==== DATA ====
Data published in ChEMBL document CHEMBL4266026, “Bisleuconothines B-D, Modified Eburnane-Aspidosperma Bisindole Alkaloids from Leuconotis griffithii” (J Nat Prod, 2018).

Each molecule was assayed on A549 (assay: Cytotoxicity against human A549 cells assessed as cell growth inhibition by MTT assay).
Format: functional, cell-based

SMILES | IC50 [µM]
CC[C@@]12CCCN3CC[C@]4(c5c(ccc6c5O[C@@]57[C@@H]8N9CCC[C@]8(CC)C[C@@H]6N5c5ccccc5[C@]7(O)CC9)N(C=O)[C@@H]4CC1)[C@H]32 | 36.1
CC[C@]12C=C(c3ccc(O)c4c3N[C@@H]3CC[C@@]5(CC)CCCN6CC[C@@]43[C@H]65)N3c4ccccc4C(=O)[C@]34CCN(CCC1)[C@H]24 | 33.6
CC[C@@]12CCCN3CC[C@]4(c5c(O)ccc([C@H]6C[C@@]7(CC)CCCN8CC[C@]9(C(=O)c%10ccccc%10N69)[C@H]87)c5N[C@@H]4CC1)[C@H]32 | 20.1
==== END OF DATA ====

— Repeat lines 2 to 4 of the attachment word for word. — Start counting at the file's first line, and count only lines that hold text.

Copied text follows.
Each molecule was assayed on A549 (assay: Cytotoxicity against human A549 cells assessed as cell growth inhibition by MTT assay).
Format: functional, cell-based

SMILES | IC50 [µM]